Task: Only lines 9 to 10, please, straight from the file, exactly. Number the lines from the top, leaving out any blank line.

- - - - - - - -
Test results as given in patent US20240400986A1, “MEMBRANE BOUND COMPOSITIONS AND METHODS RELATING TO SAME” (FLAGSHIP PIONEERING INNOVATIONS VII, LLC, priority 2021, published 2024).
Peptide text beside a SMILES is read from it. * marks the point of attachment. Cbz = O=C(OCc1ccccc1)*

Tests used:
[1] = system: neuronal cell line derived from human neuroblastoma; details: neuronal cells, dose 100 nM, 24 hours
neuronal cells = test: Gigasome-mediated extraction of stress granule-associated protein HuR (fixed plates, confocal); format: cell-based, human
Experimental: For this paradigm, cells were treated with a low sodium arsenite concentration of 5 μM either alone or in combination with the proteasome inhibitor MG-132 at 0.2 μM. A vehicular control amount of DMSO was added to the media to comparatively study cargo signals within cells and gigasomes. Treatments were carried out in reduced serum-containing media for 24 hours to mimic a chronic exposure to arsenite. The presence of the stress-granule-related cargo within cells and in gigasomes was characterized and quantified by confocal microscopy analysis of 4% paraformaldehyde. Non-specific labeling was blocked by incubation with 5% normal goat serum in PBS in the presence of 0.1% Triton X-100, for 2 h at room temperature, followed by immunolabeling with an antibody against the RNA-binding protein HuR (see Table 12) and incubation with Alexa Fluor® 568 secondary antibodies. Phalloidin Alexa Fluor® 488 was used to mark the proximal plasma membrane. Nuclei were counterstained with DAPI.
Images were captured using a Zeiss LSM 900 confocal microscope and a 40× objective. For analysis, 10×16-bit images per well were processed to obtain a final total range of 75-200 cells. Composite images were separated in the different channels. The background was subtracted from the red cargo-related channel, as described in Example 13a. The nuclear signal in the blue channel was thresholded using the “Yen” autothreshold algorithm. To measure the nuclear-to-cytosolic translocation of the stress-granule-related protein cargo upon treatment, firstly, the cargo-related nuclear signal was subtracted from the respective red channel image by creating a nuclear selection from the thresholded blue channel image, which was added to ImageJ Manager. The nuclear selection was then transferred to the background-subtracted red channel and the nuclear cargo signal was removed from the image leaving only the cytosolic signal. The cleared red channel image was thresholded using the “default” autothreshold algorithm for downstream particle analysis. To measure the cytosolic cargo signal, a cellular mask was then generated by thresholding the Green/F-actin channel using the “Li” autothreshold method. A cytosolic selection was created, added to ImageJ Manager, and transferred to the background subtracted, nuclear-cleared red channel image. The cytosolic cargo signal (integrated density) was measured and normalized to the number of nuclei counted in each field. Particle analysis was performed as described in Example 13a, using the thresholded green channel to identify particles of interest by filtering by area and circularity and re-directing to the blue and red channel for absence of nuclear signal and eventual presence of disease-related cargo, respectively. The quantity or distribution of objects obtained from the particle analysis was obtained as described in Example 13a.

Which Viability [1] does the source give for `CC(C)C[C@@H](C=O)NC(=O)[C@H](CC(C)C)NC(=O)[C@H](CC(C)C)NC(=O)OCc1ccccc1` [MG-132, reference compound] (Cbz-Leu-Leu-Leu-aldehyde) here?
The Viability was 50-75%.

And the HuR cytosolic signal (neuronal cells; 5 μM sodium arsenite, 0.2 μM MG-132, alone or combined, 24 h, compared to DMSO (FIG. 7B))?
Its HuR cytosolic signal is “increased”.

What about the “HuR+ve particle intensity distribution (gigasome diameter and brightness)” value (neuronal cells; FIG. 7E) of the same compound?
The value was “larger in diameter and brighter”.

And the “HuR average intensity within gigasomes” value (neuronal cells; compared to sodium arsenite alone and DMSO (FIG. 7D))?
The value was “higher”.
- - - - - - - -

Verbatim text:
The Viability was 50-75%.

And the HuR cytosolic signal (neuronal cells; 5 μM sodium arsenite, 0.2 μM MG-132, alone or combined, 24 h, compared to DMSO (FIG. 7B))?